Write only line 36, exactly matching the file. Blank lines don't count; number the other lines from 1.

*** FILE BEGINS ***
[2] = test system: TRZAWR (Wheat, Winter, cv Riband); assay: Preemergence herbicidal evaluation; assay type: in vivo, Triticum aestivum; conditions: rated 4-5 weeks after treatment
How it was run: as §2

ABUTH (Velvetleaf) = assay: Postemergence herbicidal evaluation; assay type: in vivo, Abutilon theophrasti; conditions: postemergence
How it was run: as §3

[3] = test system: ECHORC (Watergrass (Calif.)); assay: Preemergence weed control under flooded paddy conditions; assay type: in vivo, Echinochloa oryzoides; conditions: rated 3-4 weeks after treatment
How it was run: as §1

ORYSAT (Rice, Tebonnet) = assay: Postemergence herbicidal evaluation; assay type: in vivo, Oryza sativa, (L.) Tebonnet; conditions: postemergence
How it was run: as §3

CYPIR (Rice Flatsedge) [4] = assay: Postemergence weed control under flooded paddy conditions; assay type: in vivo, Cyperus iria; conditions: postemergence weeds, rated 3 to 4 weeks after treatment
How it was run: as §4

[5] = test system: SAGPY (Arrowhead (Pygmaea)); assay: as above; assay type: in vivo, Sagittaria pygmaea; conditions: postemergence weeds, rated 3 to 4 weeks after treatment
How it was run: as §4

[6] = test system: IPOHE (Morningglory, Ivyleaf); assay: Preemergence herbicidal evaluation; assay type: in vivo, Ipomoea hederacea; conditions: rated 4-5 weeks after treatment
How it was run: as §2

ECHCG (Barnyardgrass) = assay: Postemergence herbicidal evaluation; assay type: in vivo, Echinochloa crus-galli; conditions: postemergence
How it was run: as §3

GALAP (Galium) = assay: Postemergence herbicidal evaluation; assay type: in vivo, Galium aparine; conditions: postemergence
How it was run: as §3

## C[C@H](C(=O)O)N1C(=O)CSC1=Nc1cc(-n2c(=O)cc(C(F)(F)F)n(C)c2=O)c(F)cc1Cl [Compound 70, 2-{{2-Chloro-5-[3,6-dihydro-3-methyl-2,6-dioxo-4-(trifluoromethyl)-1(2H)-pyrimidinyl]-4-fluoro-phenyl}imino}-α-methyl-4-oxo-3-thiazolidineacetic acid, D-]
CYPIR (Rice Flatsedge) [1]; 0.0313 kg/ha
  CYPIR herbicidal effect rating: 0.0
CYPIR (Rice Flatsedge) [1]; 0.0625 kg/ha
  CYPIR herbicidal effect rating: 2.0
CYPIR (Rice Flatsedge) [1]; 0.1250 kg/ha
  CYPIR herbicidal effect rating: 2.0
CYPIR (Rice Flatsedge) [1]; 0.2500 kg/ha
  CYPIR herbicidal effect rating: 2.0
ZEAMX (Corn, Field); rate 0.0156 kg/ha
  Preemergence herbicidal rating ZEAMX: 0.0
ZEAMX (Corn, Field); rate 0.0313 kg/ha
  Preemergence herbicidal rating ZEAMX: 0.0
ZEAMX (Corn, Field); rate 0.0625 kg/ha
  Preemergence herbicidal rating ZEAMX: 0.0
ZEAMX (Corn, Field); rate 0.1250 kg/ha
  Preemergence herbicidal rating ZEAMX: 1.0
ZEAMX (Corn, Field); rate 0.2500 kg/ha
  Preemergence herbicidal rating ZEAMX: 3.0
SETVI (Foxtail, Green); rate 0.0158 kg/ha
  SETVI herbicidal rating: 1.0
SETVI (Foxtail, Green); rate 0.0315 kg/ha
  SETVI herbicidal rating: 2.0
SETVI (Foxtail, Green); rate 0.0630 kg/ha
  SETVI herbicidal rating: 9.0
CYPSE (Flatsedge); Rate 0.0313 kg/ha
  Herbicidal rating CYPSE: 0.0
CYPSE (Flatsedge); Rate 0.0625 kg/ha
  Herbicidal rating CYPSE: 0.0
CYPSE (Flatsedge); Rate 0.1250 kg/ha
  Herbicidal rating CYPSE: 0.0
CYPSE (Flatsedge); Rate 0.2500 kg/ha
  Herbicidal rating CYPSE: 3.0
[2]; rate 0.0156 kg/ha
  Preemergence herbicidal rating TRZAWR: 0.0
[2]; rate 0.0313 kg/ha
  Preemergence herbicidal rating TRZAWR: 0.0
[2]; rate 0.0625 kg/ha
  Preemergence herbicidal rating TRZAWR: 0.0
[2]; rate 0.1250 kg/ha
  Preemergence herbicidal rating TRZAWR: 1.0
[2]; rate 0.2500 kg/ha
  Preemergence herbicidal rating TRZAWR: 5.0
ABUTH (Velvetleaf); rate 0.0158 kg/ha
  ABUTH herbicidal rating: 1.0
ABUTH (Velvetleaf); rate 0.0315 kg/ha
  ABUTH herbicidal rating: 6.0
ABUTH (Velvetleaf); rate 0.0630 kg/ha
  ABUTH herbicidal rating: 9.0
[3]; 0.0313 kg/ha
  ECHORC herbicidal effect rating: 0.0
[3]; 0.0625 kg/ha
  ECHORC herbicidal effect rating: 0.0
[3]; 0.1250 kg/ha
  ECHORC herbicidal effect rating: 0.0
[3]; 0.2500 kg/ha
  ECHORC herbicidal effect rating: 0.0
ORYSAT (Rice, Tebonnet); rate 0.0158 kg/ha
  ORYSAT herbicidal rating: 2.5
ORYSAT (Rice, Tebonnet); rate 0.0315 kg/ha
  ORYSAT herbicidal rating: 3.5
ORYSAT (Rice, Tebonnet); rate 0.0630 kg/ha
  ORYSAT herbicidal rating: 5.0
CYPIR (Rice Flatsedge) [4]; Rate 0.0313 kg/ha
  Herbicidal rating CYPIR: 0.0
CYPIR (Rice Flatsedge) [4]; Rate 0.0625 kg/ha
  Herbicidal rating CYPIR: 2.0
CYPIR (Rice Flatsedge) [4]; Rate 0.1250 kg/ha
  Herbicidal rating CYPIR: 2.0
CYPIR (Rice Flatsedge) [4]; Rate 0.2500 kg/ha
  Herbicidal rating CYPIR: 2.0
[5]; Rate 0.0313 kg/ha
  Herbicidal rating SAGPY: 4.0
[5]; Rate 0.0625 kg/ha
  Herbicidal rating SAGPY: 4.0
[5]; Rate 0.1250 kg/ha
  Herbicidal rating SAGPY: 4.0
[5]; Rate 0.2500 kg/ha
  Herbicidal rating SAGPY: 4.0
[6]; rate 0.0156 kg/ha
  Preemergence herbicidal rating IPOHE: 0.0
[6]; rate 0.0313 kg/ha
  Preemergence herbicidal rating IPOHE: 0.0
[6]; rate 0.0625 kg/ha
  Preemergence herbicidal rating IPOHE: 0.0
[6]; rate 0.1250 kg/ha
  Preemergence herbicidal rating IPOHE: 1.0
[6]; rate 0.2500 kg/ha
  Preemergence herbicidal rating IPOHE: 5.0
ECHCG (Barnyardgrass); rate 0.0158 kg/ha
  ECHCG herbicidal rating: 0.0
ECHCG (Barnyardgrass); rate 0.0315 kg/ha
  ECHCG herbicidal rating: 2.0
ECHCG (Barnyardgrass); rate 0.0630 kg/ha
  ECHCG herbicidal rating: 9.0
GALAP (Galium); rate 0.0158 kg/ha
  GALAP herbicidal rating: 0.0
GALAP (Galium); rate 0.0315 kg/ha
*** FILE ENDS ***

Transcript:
ZEAMX (Corn, Field); rate 0.2500 kg/ha